Ho Ho Hold on to your Santa hats, folks! Ever wondered how the rest of the world decks the halls and jingles the bells? Well, you’re in for a sleigh ride of surprises! Welcome to “Merry & Weird: Christmas Traditions Around the Globe!” – where we explore the most wonderfully wacky ways people celebrate this festive season. From spider-web adorned trees in Ukraine to a roller-skating mass in Venezuela, we’ve got a global buffet of bizarre and belly-laugh-inducing traditions that’ll make your usual Christmas look like a quiet night in.
So, grab a cup of hot cocoa, put on your goofiest Christmas sweater, and let’s dive into the fantastically festive world of quirky Yuletide traditions. You might just find a new one to add to your holiday repertoire! 🌍🎅🎄🤪
Christmas will never come soon enough. So come December 8th, it officially begins in Ireland. The landscape begins to twinkle with festivities, markets are buzzing, and friends and family far afield come home to celebrate the season. Here it is often referred to as Women’s (or Little); January 6th is officially the last day of Christmas.
It’s also traditionally the day when women must avoid all housework, and the men of the house stay home, take down decorations (it’s bad luck if you don’t!) and prepare all the meals.
Well, in America, kids leave cookies and milk for Santa. But in Old Ireland, people treat Santa with a nice pint of Guinness and Mince Pie. Well, Santa is visiting Ireland!
Christmas in Norway is based on Christian traditions, with elements of old pagan traditions and Jewish Hannukah. And new traditions are added every year. Christmas Eve is the time when presents are exchanged. Santa Claus sometimes brings gifts (called ‘Julenissen’ in Norway).
Presents are also brought by the small gnomes called ‘Nisse’. There are also hobgoblins (Nisse) decorations. Children pick up the presents from under the Xmas Tree and read the cards on the presents out loud.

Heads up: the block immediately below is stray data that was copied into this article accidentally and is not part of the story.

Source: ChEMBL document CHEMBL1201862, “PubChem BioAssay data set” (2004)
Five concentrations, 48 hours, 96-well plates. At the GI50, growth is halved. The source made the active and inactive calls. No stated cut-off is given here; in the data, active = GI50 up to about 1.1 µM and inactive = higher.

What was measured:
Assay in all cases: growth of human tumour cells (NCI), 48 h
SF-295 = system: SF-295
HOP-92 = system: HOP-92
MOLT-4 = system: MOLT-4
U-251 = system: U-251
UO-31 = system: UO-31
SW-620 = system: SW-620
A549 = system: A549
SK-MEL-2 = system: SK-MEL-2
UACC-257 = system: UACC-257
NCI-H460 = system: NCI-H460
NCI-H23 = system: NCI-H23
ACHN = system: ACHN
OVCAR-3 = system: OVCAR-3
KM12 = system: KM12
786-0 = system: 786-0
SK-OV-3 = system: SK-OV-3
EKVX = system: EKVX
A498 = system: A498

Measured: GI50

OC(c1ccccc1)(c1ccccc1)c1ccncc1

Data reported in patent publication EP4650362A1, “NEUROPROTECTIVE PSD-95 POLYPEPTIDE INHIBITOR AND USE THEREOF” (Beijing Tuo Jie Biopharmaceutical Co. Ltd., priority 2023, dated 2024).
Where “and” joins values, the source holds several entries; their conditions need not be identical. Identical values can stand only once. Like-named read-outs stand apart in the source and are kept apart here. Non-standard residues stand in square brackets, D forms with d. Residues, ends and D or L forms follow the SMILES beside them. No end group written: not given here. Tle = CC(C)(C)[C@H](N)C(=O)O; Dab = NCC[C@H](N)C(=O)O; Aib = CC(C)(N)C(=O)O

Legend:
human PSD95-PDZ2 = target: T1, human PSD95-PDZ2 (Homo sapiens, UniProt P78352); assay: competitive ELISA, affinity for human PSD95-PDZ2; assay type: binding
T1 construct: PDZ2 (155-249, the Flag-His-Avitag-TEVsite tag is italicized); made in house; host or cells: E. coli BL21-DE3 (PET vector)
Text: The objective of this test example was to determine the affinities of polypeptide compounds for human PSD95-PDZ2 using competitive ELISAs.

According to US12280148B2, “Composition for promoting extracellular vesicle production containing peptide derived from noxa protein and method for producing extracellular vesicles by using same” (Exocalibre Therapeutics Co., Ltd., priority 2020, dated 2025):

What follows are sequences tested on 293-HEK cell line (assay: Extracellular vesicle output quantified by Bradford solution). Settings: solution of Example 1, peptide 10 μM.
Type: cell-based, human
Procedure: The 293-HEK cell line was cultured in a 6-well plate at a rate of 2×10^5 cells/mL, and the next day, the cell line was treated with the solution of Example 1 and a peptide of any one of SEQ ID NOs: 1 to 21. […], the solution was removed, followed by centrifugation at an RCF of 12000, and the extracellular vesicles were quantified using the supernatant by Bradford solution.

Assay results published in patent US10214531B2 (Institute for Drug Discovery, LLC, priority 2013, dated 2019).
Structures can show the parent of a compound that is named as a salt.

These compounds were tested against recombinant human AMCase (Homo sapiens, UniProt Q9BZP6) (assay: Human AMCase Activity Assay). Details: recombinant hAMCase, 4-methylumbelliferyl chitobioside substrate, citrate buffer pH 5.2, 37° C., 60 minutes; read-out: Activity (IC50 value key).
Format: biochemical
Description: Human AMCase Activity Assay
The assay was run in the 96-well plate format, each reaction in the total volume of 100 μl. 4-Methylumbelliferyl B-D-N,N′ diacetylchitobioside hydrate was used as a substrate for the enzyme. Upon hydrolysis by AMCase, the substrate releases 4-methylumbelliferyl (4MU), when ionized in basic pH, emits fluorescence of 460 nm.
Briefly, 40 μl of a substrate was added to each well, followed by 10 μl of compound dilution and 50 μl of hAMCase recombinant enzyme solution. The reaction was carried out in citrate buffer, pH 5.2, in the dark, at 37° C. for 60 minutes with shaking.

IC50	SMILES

If you hate the idea of cleaning up the house for Xmas, then you will love what Norwegians do! They believe that December 24th was the day when witches and bad spirits would go in the skies since witches use a broom to travel; the Norwegians hide the broom and other cleaning supplies before Christmas to keep witches away from their homes.
Christmas in Ukraine is celebrated on January 7th is because, like many countries where the main Church is the Orthodox Church, they use the old ‘Julian’ calendar for their church festivals. Well, a well-decorated Christmas tree is what you wish for, right? But not in Ukraine, as it is considered good luck and prosperity only if you find a Spider in your tree.
The story behind this is the “legend of the Christmas Spider”, in which a pinecone grew into a Christmas tree in a poor family’s hut, and it was covered in spider webs. When the children opened the windows on Christmas, the webs turned into gold and silver. Thinking of getting rich quick? Then find spiders!!
Austria shares many Christmas traditions with its neighbour Germany and has many special customs. For example, every town will also have a large Xmas Tree in the town square. In homes, trees are decorated with gold and silver ornaments and stars made from straw.
Some children believe that the ‘Christkind’ decorates the tree. The Christkind also brings presents to children on Christmas Eve and leaves them under the tree (The Christkind is described as a golden-haired baby with wings, who symbolizes the newborn Christ).